The Soul of Bone Broth

You can’t turn around these days without tripping over a nutrition expert extolling the virtues of bone broth.

Guilty as charged. I have been suggesting bone broth to clients with everything from IBD to arthritis to breast cancer, and to entire groups of busy, nursing mothers. Heck, it even makes a great body booster for my athletic sons.

Is bone broth truly a revolutionary superfood or just the nutrition-obsessed flavour of the month?

 

I’ve always known bone broth to be the ideal supplement for nourishing, well, your bones.

It’s one of Nature’s calcium supplements, balanced along with ALL the minerals and protein your bones need. By steeping all the nutrients from one set of bones into liquid, they’re easily assimilated to support yours.

Recent studies are proving that this very basic, traditional food is also loaded with

  • glucosamine (repairs cartilage),
  • chondroitin (reduces inflammation & improves joint function).
  • electrolytes, including a highly absorbable form of potassium (regulates heart rate, blood pressure & nerve impulses).

Bone broth has being touted as the cure for leaky gut and dysbiosis. It calms inflammation and detoxifies your digestive tract. It nourishes you when you’re pregnant; it rejuvenates you when you’re ill.

My goodness, bone broth really is a super food!

 

Now, you might know me enough to realize that my trust in bone broth goes much deeper than those wonderful physical benefits.

Broth is at the basis of some pretty ancient traditions: show me a Jewish grandmother who doesn’t make chicken soup. What about congee, the Chinese equivalent? Soups cross every culture – phó, dal, wonton, Korean hot pot, Mexican avocado soup, minestrone,…

This isn’t coincidence. These foods developed from very basic human practices: ancient traditions that use every last piece of the animal they killed. Not the “yucky” parts we modern Westerners tend to throw away, bones and cartilage and fat and organs are the gold!

Think about it: your structure and your organs are a core part of you, the most essential, so it stands to reason that they should be storehouses for your most essential nutrients.

 

Maybe it was the fat scare in the late 20th century that turned us off these good bits. Maybe it was growing awareness of environmental toxicity that compelled us to chuck the skin and the liver. Then, we became overly concerned with building muscle, which somehow translated to a need to eat more muscle, aka lean meat.

Over the last few decades, our focus shifted from enjoying the whole animal, to only wanting boneless breasts and tenderloin.

The return to whole food seems radical, but it’s just a natural return of the pendulum after so many years feeding ourselves refined, partial foods and non-foods. Some items obviously need peeling or gentle cooking, but the goal is to eat food as closely to how it grows in Nature. All of it – the seeds, the pith, the leaves, the roots – not just the starch and the sugars.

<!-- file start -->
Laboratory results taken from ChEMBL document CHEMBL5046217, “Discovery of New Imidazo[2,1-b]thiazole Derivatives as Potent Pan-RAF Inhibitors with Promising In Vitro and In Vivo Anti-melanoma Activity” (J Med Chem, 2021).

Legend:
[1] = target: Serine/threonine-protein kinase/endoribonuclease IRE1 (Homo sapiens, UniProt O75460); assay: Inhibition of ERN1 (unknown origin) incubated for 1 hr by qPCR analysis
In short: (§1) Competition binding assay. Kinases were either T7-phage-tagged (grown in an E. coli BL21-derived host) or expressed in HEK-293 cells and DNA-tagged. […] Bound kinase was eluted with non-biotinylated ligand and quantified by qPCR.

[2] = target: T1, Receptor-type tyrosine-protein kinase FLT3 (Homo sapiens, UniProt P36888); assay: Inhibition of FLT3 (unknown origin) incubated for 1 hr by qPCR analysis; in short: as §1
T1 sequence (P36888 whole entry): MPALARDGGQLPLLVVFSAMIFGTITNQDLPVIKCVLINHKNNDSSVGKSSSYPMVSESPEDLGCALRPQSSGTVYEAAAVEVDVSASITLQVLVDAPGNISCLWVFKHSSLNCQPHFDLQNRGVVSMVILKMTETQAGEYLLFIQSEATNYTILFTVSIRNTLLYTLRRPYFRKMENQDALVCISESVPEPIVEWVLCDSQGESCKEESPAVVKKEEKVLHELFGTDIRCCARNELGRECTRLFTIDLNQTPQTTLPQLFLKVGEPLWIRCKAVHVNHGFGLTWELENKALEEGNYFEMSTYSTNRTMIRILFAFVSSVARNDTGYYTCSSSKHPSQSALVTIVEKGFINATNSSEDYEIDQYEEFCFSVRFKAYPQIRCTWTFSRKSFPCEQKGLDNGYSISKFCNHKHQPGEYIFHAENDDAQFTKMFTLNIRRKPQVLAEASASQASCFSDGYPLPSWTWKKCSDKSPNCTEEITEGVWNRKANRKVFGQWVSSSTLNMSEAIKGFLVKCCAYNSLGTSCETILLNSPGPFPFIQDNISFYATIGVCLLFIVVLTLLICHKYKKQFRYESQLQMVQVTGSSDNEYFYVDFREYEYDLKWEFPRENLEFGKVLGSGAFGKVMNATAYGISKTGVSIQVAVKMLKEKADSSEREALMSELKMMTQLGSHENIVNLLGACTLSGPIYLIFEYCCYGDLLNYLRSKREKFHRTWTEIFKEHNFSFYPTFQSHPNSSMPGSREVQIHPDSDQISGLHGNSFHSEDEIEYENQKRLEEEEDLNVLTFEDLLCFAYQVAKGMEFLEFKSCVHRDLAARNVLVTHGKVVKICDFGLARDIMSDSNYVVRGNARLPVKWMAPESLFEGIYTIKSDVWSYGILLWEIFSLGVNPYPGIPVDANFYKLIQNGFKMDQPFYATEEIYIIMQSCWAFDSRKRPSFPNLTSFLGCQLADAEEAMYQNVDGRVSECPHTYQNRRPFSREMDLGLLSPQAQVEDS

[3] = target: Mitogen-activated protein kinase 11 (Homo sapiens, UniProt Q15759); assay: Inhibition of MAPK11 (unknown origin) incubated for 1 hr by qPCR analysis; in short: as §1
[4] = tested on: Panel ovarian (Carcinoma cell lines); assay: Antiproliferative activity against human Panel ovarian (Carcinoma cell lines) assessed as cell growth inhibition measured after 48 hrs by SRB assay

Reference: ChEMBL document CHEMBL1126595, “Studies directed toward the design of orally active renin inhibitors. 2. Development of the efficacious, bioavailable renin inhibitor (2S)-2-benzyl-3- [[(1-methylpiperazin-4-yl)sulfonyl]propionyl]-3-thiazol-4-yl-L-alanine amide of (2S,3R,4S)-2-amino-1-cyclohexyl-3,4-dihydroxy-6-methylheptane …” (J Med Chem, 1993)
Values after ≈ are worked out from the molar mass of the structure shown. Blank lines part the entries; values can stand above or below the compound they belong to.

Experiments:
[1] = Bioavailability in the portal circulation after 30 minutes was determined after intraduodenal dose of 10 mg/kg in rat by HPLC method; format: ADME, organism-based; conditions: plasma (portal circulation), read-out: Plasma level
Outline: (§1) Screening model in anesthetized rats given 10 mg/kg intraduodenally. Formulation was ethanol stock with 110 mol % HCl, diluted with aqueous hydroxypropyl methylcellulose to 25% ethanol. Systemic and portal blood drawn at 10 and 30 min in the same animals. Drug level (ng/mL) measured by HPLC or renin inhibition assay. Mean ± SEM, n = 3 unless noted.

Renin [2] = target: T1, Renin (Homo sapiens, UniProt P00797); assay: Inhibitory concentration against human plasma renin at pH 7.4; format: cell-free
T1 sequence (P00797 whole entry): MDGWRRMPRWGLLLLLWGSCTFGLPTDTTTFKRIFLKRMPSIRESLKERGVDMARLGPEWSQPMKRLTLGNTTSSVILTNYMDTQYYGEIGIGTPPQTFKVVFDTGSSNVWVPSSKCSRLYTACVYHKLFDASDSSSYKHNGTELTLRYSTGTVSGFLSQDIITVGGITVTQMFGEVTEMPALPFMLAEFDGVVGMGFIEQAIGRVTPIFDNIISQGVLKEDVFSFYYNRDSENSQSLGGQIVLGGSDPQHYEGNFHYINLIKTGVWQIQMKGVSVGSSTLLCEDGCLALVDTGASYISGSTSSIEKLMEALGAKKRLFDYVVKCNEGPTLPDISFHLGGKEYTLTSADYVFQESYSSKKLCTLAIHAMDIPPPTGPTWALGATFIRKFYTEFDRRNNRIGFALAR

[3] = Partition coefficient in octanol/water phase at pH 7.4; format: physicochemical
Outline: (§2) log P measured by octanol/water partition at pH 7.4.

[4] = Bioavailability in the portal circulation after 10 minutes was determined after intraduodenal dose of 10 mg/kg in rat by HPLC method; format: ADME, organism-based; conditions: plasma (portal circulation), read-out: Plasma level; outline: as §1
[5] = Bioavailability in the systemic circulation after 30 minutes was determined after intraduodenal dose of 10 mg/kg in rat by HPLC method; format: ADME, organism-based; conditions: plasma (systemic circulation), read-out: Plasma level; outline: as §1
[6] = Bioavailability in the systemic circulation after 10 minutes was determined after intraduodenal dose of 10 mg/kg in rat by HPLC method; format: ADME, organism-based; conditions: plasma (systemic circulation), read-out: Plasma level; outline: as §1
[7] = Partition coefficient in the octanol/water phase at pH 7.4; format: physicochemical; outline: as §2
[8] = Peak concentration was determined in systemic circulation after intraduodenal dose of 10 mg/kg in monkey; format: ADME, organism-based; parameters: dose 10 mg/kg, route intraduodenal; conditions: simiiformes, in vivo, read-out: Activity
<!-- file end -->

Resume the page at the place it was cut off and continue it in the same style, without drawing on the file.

Whole food is not just about plants, either. Eating whole food also means eating an entire animal. Ok, you might not eat an entire cow at one meal, but a family of 4 or 6 through a year…sure!

Eating the whole animal means getting what you can out of the gristle, the gizzards and the bone, not just the “meat”.

It’s not just the what of bone broth, but the how.

We city-dwellers also like the convenience of cooking lean, boneless meat. Nothing to trim or clean; just pop it on the grill or in the pan and voila! healthy fast food at home. We live fast, we eat fast, we want our meals to be ready fast. I can’t tell you how many women in my office tell me they don’t have time to make healthy meals.

At the risk of sounding like my mother, Rome wasn’t built in a day. To have anything of quality – a solid house, a well-made dress or a healthy body – is not something that appears fully-formed overnight. Quality takes time and effort and persistence.

Your body regenerates completely every 7 years. Which means that it could take that amount of time to shift your health fully. There is no magic bullet – no herb, no superfood, no drug – that will cure you tomorrow.

You’re in the driver’s seat of your own healing with the choices you make, the food you eat, the thoughts you think, the feelings you express and words you speak. All that you receive into your body and that you emit from your being form the dynamic creation of your health. It’s a wave, a pulse, an ever-shifting breath. It is eternal.

Health takes time. Wait…scratch that…it’s timeless.

When you feed your body with such “slow” food as bone broth, you are infusing the water, not only with nutrients, you are accessing the health and energy of the animal, of the plants he ate, and of the plants you’ve added to the pot.

Having a crock-pot on the go for a day or two harks back to the kettle on the fire, the hearth of the family home, the core of the community. It’s the women around the fire-pit, tending, caring, nurturing. You’re heating the house and nourishing your family with nothing less than basic nutrition. Boiled down to its essence, you’re feeding your family with love.

Nothing fancy or difficult about it, either. Same method your grandmother used: bones and veggies covered in water, with the addition of some vinegar to draw out the minerals and break down the protein. Let it simmer ever so gently for a good long time (3-4 hours for fish, 24 for poultry or up to 48 for beef). Want a more specific recipe? Try this one from the inimitable Sara Bradford.